A realist wrapped in fantasy
John Sayles (right) is a romantic with a social conscience. In the week that 'The Secret of Roan Inish' (top) opens, he talks to John Lyttle about the future of intelligent - and earnest - film-making
Tuesday 06 August 1996
This accords with Sayle's direction of the about-to-be released The Secret of Roan Inish, which manages to be both plain hewn and - sometimes painfully - literary (if you were previously unaware that the director also maintained a second career as a novelist, Roan Inish would tip you the wink). Call it Unmagical Realism and a rare misfire. "It's also," Sayles sighs, "my first movie not about Americans."
True. He's in town to promote the Celtic fairy story of enchanted seals and lost babies before flying back to the States to oversee the launch of the modern western Lone Star - it will open to raves and bigger box office than the independently financed and independently minded maverick is accustomed to - and he's patient and polite as this dissenting voice offers that the Irish actually like their stories to meander, magical, lush and colourful, rather than proceed at a careful, pragmatic, though ravishingly photographed, pace (two-time Oscar winner Haskell Wexler was behind the camera).
Sayles nods. "I really liked Rosalie Fry's book, particularly the 'Selkie' story. It's very similar to Native American folklore, the idea of getting to know the soul of the animal you hunt - in this case, a seal. Those myths come out of taking the attributes of the animal and using them for themselves; hence the wolf clan, the bear clan. But those legends are very practical. They had to be. Ultimately it's about catching the animal - the spirit of the deer gives you deer to eat. So Roan Inish attracted me because it's a very strong realist story wrapped in fantasy. Very much like Brother from Another Planet, which has this science fiction surface but a hard realist core about black life."
Immersing himself in other cultures and subcultures - usually ethnic, proletariat (or lower) - is a Sayles obsession: "I don't try to intrude. I work with the community. I get everyone together, tell them what we're doing, ask them to be involved. It's about contribution." See Matewan, which tells not only of unionisation but brotherhood in the coal mines of West Virginia in 1920, or Eight Men Out, set a year earlier and revolving around how and why the Chicago White Sox threw the World Series and were banned from baseball for life. Or take City of Hope, weaving its way through a huge, interconnecting cast of down-trodden or dead-beat characters to make its points, and state its message, about America and urban decay.
The movies may appear primarily sociological - "genre pictures", Sayles comments, "that don't live by genre expectations" - but they are peculiarly romantic, too, a quality routinely overlooked by supporters and detractors alike. The critic David Ansen says Sayles is "superbly attuned to every nuance of class", while Pauline Kael pondered, "His scripts are thoughtfully constructed, with neatly placed shards of irony, but I almost always come out of Sayles movie feeling: Is that all?" Sayles is drawn to outsiders - the lesbian Lianna, the alien Brother from Another Planet, the drunken, disabled actress who is a Passion Fish out of water, the bad boy Sheik who wants the Uptown Girl in Baby, It's You - and it may be more a matter of temperament than politics.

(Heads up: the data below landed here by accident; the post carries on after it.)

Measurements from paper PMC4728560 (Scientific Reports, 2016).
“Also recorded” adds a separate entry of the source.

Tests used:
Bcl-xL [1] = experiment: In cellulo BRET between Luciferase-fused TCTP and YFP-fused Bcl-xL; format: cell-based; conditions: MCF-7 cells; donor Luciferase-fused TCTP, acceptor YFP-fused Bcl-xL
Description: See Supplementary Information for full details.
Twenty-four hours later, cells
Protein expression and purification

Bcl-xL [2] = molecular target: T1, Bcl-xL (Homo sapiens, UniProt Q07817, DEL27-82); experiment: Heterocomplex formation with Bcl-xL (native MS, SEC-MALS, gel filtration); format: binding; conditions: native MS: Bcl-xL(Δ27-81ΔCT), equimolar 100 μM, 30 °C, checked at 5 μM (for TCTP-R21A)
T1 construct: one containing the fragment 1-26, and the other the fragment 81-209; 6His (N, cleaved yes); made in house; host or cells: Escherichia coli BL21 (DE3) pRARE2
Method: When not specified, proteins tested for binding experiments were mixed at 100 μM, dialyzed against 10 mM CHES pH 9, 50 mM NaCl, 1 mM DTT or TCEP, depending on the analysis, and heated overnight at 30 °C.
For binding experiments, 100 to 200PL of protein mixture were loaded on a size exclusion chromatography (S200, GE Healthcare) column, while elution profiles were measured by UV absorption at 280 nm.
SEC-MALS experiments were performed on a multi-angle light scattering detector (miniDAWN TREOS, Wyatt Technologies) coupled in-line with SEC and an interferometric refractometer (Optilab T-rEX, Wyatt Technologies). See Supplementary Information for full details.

Certainly, after years of churning out smart, energetic trash such as Piranha and Battle Beyond the Stars for Roger Corman, his 1980 directorial debut, Return of the Secaucus Seven, lays bare Sayles's born-in-the-Sixties sensibility. The layered story of an activist reunion, Return is socially conscientious but with feeling, a treatise double-crossed by loss, unrequited love and infinite regret: The Big Warm, if you will. It's a mixture - or a clash - that makes Sayles's movies both uncomfortable and compelling viewing, while saving them from condescension.
Although Castle Rock / Turner are behind Lone Star, Sayles's vision - intelligent, adult and earnest - remains a tricky proposition. Each project is a gamble. "I still chase after finance," he says, putting up "my own money", his own home, to propel scripts into production. This in an era when the media tells us that "difficult" material is in vogue - Kids, Spanking the Monkey, Fargo - that independent companies are coining enough cash to almost qualify as "minimajor" studios, and Hollywood itself has bought up Miramax and learnt to Xerox the offbeat. What else are The Usual Suspects and Things to do in Denver When you're Dead but the better budgeted, less bloody and well brought up bastard children of Reservoir Dogs? Margin and mainstream wed and bed and Sayles stays in a kind of no man's land.
Which he knows. "What independent film making is now, more and more, is your way into mainstream film making. They're calling cards. Your first picture is an independent release. Your second picture you're directing Sylvester Stallone." Sayles shrugs. "It's nice for the industry that they don't have to pay too much to try out new talent.
"When I started out there was an attempt to make sure that there was a political consciousness that went with the term 'independent film-making' and you simply can't do that anymore. I think the term is meaningless now." Sayles pauses, pours himself a Coke. "But you keep trying. You keep trying... Until you don't."
Spoken like a hardened romantic.
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